Salty Dawg Rally November 2017

Suzie Too Rally participants in Belize
Alembic Crew: Sara, Bill, and Helen
Our first rally, the four month Suzie Too Rally from Curacao to Belize in 2016, was such a great experience, so we decided to join another one called the Salty Dawg Rally. Suzanne Chappell organized the first rally on her own and she learned as she went. It was fun to be a part of this learning. She will repeat this rally, starting this November, and hopefully relax with the knowledge that she’s “done it all before”. However, we sailors know that no passage ever repeats itself. This was certainly the case this year with the seventh annual Salty Dawg Rally. While each year there are weather, boat, crew, and destination challenges, this year, new weather events created major modifications.
Trying out the storm mainsail and jib at the dock
Rally kids Trick-or-Treating get Pirates’ Booty (foreign coins) from Alembic

First, the destination had to be changed. Virgin Gorda was no longer an option; they were not quite ready for seventy boats to show up in their harbor after hurricanes Irma and Maria had so cruelly struck them. Antiqua became the new destination, as they were spared with Irma passing 30 miles to their north and Maria passing 40 miles to their south.
Many preparation seminars in the Dog House at the marina
Beautiful days at the marina had us all chomping at the bit to go
Let’s Go!!
A gorgeous rainbow our first day out
Our first day was chilly. We always wear our harnesses at sea
We picked up some fishing buoys and lines so others wouldn’t catch these in their props
Our first of many Mahi

Second, many new ports were added to the trip as boats floundered about in uncooperative winds. The rally is designed to be a one shot passage from Norfolk Virginia to the destination, with plenty of preparation assistance beforehand and celebrations afterwards. However, we all found ourselves in conditions that varied from the normal “head east till the butter melts, then head south”. The steady tradewinds never really materialized, causing half the boats to end up in Bermuda, Florida, Bahamas, and various British and US Virgin islands. Most boats eventually made it to Antigua after brief stops in unplanned locations.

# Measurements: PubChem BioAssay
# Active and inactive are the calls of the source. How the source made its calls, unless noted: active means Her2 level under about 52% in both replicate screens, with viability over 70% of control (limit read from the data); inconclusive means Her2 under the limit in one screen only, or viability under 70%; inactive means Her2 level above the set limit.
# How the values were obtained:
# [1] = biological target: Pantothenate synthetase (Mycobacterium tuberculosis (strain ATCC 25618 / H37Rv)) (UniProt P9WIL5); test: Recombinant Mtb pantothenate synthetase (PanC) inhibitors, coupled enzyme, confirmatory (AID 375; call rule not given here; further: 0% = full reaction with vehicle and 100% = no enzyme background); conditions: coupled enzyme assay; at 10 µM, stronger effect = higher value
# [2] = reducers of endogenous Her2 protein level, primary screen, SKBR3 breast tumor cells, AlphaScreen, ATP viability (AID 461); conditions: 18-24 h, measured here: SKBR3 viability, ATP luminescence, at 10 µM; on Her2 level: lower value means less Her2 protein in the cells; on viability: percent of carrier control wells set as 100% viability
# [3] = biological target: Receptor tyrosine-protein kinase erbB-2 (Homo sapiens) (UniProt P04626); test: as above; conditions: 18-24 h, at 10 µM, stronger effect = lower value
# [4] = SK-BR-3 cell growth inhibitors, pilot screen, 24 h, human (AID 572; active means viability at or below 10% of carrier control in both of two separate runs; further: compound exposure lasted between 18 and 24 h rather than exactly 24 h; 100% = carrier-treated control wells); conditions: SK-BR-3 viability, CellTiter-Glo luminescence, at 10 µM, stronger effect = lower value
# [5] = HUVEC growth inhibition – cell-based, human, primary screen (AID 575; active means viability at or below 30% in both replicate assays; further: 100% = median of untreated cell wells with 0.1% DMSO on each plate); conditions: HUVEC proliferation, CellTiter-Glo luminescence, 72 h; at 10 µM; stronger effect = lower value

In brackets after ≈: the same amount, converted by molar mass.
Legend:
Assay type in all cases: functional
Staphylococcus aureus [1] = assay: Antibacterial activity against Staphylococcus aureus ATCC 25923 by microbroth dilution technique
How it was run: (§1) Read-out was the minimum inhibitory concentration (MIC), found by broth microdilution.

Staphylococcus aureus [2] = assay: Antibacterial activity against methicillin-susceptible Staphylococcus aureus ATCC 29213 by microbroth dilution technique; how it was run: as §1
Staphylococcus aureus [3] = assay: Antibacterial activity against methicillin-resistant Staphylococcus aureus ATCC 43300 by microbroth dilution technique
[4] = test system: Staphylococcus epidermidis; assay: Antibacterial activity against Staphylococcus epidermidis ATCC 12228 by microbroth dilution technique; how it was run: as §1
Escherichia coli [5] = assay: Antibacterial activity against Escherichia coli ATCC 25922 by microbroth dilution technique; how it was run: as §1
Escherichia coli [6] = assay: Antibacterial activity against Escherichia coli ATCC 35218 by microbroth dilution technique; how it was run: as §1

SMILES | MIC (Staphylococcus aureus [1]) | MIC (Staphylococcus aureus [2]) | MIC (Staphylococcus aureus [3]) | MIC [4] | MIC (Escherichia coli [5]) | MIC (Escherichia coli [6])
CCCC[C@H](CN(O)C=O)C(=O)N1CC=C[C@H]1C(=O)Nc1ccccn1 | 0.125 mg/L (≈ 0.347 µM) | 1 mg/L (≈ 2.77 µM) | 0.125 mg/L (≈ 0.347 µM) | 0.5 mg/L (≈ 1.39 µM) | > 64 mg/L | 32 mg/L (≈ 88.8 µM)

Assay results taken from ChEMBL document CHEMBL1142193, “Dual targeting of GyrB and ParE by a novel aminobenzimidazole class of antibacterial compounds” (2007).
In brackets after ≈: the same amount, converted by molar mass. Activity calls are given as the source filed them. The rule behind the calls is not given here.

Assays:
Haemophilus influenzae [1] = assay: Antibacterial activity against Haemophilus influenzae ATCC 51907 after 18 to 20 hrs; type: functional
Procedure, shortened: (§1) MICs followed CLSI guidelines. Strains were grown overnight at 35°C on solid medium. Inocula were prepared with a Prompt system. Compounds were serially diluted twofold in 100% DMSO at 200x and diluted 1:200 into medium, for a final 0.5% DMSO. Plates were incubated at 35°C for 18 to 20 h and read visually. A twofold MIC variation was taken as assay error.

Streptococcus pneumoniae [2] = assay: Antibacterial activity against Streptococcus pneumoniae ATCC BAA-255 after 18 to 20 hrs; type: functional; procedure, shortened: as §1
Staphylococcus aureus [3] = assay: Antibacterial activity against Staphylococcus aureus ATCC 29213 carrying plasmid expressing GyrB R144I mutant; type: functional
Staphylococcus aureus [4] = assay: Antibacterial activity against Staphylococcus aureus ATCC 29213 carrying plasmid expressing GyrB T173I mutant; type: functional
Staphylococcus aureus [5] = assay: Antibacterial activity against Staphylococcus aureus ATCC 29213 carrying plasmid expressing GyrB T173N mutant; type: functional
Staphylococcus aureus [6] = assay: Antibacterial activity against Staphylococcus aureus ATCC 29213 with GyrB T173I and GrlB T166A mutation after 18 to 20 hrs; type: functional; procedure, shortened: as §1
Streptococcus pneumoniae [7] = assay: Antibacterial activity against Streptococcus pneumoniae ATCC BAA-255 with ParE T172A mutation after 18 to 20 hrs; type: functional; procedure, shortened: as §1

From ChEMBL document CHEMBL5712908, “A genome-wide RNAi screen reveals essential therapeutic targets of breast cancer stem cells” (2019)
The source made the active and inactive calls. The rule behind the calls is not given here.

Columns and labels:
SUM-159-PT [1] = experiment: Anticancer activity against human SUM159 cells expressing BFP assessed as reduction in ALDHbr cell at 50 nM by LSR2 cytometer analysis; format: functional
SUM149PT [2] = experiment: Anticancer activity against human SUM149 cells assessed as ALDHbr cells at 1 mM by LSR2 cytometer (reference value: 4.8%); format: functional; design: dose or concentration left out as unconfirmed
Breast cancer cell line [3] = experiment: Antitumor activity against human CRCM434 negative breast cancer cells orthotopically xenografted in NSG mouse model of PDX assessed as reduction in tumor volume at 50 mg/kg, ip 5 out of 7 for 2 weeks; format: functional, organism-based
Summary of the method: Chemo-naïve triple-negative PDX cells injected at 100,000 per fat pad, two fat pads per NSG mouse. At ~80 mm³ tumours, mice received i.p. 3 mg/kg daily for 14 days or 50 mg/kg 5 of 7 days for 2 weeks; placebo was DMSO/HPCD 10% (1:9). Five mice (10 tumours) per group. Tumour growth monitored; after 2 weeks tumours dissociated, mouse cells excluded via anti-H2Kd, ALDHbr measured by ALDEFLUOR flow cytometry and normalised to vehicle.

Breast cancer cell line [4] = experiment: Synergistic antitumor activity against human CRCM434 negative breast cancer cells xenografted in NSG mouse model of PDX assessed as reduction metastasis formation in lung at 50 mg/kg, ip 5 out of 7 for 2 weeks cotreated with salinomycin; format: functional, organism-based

Customs dock in Bermuda
We arrived on my birthday and a few days after Sara’s, so we celebrated ashore!
Getting duty free fuel was a huge savings

Alembic was part of the wandering set. First, we stopped in Bermuda to refuel, as our passage across the Gulf Stream had such light winds, except for the squalls that kept us focused. We used most of our 100 gallons of diesel to assist the sails during the calm winds. From Bermuda, we chose to pass Antigua and head directly to Guadeloupe in order to obtain our qualifying passage for the OCC. Finally, we sailed north again, arriving in Antigua, 16 days after leaving Norfolk. If you count only the sailing (and motoring) hours from Norfolk to Antigua (when we passed it on route to Guadeloupe) you get 11.5 days, not bad for a Whitby 42! We were one of the smallest boats in the fleet. Most were either longer, catamaran, or light racing boats. Full keel, heavy displacement, ketch rigged Whitbys are regarded for their safety and comfort at sea, not their speed. I must say that our stops added delightful additions to our trip, so we are certainly not complaining about any of our decisions to modify the original passage route.